Proving Military Sexual Assault when the Rape Was Unreported at the Time It Occurred

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As a veterans disability lawyer that represents victims of military sexual assault, I thought I would share a common scenario to assist the readers of this blog who may be dealing with a recent VA denial of a claim for military sexual trauma or MST.  The facts of this typical MST case involve an in-service sexual assault.  But what’s important in this case is understanding the extent to which you can use a report from a mental health professional obtained after the fact to assist in corroborating the in-service personal or sexual assault.

In this case the veteran reported that he was attacked and sexually assaulted during boot camp.  He did not report the rape at the time because he was ashamed, horrified, and humiliated.  He thought that that not telling anyone was the right thing to do and instead he tried to get away from his attacker by making several excuses for a transfer.   During examination, the veteran was clear in his assertion that he got himself transferred by complaining about things other than the sexual assault and the claims file corroborated the veteran’s multiple transfers to different occupational specialties.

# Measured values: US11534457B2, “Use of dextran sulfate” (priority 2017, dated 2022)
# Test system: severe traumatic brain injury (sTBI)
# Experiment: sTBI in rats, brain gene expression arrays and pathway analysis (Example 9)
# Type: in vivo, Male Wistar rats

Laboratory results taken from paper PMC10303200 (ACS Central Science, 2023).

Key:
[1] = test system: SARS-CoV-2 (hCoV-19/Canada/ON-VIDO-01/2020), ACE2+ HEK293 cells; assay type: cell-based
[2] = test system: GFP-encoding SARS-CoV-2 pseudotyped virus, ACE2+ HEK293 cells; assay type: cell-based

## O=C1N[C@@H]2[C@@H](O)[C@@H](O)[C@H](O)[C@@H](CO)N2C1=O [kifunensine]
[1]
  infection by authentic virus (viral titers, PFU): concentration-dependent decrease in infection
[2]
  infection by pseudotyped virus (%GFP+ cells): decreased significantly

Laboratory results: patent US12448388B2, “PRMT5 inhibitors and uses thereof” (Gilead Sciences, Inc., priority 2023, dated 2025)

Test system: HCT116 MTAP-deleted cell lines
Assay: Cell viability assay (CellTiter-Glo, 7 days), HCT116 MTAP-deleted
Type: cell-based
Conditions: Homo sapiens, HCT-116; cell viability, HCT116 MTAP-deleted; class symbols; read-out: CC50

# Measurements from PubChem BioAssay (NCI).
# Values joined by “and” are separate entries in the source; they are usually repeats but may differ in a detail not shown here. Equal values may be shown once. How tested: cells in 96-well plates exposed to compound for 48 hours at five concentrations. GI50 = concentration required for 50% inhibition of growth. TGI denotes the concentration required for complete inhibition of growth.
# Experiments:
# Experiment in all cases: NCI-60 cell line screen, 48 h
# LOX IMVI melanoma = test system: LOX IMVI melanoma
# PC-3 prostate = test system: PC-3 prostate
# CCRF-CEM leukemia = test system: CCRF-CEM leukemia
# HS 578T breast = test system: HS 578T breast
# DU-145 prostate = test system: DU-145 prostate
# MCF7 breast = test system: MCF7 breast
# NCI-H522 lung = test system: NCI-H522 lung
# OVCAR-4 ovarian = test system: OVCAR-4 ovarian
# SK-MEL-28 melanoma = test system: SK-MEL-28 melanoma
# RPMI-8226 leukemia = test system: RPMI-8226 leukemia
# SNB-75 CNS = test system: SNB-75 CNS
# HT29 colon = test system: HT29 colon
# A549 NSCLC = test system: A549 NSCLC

The VA provided the veteran with a C&P exam.  The VA examiner observed that the veteran never disclosed the nature of the attack to anyone.  Most importantly, the VA doctor opined that the veteran had PTSD related to the claimed in-service assault. 

However, the VA Board still denied the claim.  In this case, the applicable regulation is 38 C.F.R. § 3.304(f)(5).  This provision states, in relevant part:“If a posttraumatic stress disorder claim is based on in-service personal assault, evidence from sources other than the veteran’s service records may corroborate the veteran’s account of the stressor incident. . .  Evidence of behavior changes following the claimed assault is one type of relevant evidence that may be found in these sources.  Examples of behavior changes that may constitute credible evidence of the stressor include, but are not limited to: a request for a transfer to another military duty assignment. . .”  38 C.F.R. § 3.304(f)(5) (emphasis supplied). 

So, the scenario here involved a favorable C&P exam report to the extent that the examiner found that the veteran had PTSD due to the military sexual trauma or MST.  But the Board denied the claim on the grounds that the stressor was not verified. In its denial of the claim,  the Board failed to account for the VA exam report that corroborated the in-service stressor.